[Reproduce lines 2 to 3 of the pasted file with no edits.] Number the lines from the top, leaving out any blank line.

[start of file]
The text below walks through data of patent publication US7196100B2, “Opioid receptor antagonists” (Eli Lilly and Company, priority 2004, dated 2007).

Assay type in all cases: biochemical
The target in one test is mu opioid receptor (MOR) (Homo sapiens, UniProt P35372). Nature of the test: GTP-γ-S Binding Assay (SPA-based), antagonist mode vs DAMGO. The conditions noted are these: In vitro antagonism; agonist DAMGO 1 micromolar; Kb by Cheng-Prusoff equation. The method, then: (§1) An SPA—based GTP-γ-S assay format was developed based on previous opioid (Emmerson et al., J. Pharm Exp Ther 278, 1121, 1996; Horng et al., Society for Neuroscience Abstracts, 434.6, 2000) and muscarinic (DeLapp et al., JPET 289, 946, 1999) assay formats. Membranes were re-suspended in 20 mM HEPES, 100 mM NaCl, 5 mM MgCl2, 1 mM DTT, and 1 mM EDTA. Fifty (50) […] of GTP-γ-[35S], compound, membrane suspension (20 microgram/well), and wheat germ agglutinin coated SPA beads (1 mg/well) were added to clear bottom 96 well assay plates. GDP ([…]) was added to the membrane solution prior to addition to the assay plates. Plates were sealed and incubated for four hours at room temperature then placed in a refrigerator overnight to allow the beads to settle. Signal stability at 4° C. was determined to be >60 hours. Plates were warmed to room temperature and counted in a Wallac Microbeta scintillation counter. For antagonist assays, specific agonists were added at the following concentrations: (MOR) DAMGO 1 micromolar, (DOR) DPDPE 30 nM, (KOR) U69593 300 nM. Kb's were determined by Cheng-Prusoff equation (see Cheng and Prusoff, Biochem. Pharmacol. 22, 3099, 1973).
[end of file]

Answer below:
Assay type in all cases: biochemical
The target in one test is mu opioid receptor (MOR) (Homo sapiens, UniProt P35372). Nature of the test: GTP-γ-S Binding Assay (SPA-based), antagonist mode vs DAMGO. The conditions noted are these: In vitro antagonism; agonist DAMGO 1 micromolar; Kb by Cheng-Prusoff equation. The method, then: (§1) An SPA—based GTP-γ-S assay format was developed based on previous opioid (Emmerson et al., J. Pharm Exp Ther 278, 1121, 1996; Horng et al., Society for Neuroscience Abstracts, 434.6, 2000) and muscarinic (DeLapp et al., JPET 289, 946, 1999) assay formats. Membranes were re-suspended in 20 mM HEPES, 100 mM NaCl, 5 mM MgCl2, 1 mM DTT, and 1 mM EDTA. Fifty (50) […] of GTP-γ-[35S], compound, membrane suspension (20 microgram/well), and wheat germ agglutinin coated SPA beads (1 mg/well) were added to clear bottom 96 well assay plates. GDP ([…]) was added to the membrane solution prior to addition to the assay plates. Plates were sealed and incubated for four hours at room temperature then placed in a refrigerator overnight to allow the beads to settle. Signal stability at 4° C. was determined to be >60 hours. Plates were warmed to room temperature and counted in a Wallac Microbeta scintillation counter. For antagonist assays, specific agonists were added at the following concentrations: (MOR) DAMGO 1 micromolar, (DOR) DPDPE 30 nM, (KOR) U69593 300 nM. Kb's were determined by Cheng-Prusoff equation (see Cheng and Prusoff, Biochem. Pharmacol. 22, 3099, 1973).